Outsourcing has long been a common business practice around the world. Outsourcing refers to contracting business functions outside the firm. Businesses, across industries, use outsourcing as a means to reduce costs, improve employee productivity, and to focus on core business functions. For example, manufacturers have long outsourced aspects of parts manufacturing to smaller firms, and in the public sector, institutions such as hospitals outsource laundry or meal services.
While the practice of outsourcing may not be new, information, communication and technology (ICT) has increased the demand for, and facilitated outsourcing. ICT specifically enables services to be provided outside the country, or “offshore,” often in lower cost destinations such as China, perceived publicly to have lower labour standards and exploitative human rights and labor practices. Businesses’ internal use of information and communications technology across the enterprise has further redesigned business processes, creating new outsourcing needs and patterns.
Use of ICT itself has lead to the need for technical support, which seldom can be provided in-house, given its complexity and the high degree of expertise required to install, use and maintain information technology systems. Falling telecommunications costs have facilitated increased international activities for firms; not only can firms trade in goods, but services can now be provided from anywhere in the world, if the telecommunications infrastructure is available. Advantages of outsourcing
The primary advantages outsourcing can bring are; Focus on core business activities – by outsourcing non-essential or repetitive tasks, staff can focus on the more core business functions to better support the business and its customers; Access to more resources – outsourcing to a third party whose core business is providing the agreed services at an agreed level can provide for better levels of service; Frees up resources – Resources are no longer tied up with mundane tasks and can be re-assigned to more business valuable tasks; Improved cash flow – In some instances where a service is outsourced for a fixed fee, the company can better plan and budget its cash flow; Shares the risk – having a provider contractually bound to provide a service shares the risk of ensuring that service is delivered. Disadvantages of outsourcing However, outsourcing can bring a number of risks and disadvantages to the business, particularly if the outsourced agreement has not been thought through fully. It is important to consider and address these issues before committing to outsource any service. Negative employee reaction – employees may not view outsourcing of some of their tasks, no matter how trivial or mundane, as a positive step. Many may feel their jobs are at risk or that this is the “thin edge of the wedge” for outsourcing other more important tasks.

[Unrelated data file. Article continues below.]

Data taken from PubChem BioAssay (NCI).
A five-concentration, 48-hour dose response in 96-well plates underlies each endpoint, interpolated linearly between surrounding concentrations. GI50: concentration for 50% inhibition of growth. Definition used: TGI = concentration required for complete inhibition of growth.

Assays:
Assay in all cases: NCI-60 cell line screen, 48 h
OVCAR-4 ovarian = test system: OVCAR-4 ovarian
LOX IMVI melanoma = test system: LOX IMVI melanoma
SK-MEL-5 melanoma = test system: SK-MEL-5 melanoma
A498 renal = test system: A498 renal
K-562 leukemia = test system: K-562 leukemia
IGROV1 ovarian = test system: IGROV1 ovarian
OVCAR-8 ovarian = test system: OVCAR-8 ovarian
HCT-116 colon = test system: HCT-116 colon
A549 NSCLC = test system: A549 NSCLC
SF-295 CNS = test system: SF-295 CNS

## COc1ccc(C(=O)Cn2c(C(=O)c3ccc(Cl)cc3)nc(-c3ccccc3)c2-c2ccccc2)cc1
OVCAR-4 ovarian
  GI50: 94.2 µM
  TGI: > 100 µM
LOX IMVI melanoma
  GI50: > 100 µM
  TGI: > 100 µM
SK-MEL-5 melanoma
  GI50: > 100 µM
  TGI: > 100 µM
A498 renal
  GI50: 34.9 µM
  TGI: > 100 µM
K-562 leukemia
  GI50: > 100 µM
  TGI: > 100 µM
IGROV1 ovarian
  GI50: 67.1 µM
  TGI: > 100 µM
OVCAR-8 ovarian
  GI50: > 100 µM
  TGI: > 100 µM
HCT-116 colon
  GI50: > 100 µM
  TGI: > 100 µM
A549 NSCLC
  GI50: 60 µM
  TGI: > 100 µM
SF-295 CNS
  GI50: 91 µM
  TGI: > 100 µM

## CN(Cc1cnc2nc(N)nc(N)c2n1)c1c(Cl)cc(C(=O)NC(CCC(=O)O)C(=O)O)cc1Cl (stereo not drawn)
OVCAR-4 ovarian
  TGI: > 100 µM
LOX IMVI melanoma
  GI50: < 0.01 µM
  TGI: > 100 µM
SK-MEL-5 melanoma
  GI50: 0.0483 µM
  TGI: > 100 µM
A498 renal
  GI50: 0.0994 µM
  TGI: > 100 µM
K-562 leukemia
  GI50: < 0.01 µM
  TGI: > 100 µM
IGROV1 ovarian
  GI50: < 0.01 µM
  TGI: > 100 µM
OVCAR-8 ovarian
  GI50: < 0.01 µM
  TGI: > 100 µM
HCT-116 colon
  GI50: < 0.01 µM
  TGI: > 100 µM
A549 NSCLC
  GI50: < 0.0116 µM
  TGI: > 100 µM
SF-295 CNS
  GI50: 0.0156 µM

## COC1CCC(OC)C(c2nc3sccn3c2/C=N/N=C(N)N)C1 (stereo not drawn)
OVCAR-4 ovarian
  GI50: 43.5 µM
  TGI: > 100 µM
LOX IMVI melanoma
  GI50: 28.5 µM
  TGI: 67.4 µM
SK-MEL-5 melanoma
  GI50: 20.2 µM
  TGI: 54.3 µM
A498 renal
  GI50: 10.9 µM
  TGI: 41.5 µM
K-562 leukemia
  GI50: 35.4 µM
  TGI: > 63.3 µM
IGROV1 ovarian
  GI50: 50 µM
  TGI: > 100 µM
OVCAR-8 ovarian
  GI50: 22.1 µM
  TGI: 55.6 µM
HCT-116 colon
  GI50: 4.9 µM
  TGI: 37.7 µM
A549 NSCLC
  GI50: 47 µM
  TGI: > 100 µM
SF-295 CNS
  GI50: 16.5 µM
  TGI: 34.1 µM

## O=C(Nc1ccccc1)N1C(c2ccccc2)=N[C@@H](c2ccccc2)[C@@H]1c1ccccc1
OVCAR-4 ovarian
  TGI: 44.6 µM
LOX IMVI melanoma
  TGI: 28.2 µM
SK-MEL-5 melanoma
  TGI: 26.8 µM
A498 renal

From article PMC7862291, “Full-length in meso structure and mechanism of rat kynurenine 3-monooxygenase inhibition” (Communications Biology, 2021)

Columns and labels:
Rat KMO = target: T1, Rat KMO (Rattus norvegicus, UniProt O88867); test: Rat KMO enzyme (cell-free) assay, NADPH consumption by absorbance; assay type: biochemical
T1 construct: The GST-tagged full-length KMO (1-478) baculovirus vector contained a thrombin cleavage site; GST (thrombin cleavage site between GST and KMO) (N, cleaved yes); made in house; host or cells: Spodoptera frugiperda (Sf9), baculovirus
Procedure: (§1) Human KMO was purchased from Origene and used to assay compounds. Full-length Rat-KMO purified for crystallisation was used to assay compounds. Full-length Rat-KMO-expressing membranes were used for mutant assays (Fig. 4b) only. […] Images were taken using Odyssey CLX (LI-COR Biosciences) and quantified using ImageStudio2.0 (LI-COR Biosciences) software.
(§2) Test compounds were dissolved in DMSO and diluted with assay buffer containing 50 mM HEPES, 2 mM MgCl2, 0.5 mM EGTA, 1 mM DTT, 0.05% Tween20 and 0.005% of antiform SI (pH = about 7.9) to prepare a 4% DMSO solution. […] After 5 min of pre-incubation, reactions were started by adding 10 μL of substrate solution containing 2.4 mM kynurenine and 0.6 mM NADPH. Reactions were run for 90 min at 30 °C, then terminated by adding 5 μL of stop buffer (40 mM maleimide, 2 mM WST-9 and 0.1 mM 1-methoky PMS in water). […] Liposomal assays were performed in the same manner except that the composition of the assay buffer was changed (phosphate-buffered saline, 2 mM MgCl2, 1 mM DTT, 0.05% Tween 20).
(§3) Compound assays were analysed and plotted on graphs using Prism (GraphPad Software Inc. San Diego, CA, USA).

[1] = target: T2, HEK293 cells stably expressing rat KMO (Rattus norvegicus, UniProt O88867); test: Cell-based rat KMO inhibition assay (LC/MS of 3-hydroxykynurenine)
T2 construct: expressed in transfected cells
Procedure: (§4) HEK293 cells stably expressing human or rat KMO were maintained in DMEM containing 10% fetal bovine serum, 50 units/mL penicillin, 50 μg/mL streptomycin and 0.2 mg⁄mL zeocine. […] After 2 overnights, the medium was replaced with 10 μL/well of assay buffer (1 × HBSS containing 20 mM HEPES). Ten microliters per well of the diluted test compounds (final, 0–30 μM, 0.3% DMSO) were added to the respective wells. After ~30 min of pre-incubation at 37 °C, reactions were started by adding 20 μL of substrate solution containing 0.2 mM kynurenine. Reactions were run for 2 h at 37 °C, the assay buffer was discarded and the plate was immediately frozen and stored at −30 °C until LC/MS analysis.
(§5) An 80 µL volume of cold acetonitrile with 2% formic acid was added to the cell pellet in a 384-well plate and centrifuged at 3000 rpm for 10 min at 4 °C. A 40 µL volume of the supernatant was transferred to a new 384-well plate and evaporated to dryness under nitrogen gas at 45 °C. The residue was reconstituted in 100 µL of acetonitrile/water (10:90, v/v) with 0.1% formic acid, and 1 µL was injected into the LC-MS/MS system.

Productivity may be impacted as a result or they may decide to leave the company; Role duplication – if not properly identified and demarked with the provider, some of the outsourced function may still be performed in-house and result in duplications of roles and tasks which in effect will not provide the expected efficiencies and advantages; The service provider may cease to trade – there is always the risk that the outsource provider may close down or cease to provide services in the area of the outsourced service; Deterioration in service – the selected outsource partner itself may not have the required core skills or resources available to provide the agreed level of service; Lack of flexibility – one of the main advantages a small to medium business has over larger competitors is the ability to be flexible and to change to suit the customers’ needs. If wrong processes are outsourced, this flexibility could be adversely impacted. The above risks can be mitigated by careful planning and thorough research in the initial phases of outsourcing the services. Conclusion. Proponents of offshore outsourcing argue that outsourcing is just good economics. Service outsourcing increases the competitiveness of companies and raises worker productivity.
The basic economic case suggests that moving outsourcing offshore lowers costs and boosts productivity. For the economy as a whole, the result is lower inflation and interest rates and higher economic activity. While certain jobs may migrate overseas, increased economic activity creates new, higher value higher paying jobs as skilled labour is now available to move to these positions, leading to a beneficial cycle of new job creation. Critics of off shoring allege that whatever savings consumers might gain from a decrease in re-imported goods is countered by long-term loss of income to domestic workers, who either lose their jobs due to outsourcing or lose potential income from investments not made in the country in question.
As international pressure for cheaper manufacturing intensifies, outsourcing is just a form of ‘labour arbitrage: a downward spiral of effective lowering of the average wage and living standard for workers in industrialized countries.
Information Technology Association of America and Global Insight, The Comprehensive Impact of Offshore IT Software and Services Outsourcing on the U. S. Economy and the IT Industry, March 2004. Roberts, P. C. (2004) “The Hard Truth about Outsourcing” Business Week, March 22, 2004. Forrester Research, (2002)3. 3 Million US Jobs to Go Offshore, Research Brief November 2002. Kirkegaard, J. F. (2004) Outsourcing – Stains on the White Collar? ” IIE, 2004. 5 Ibid.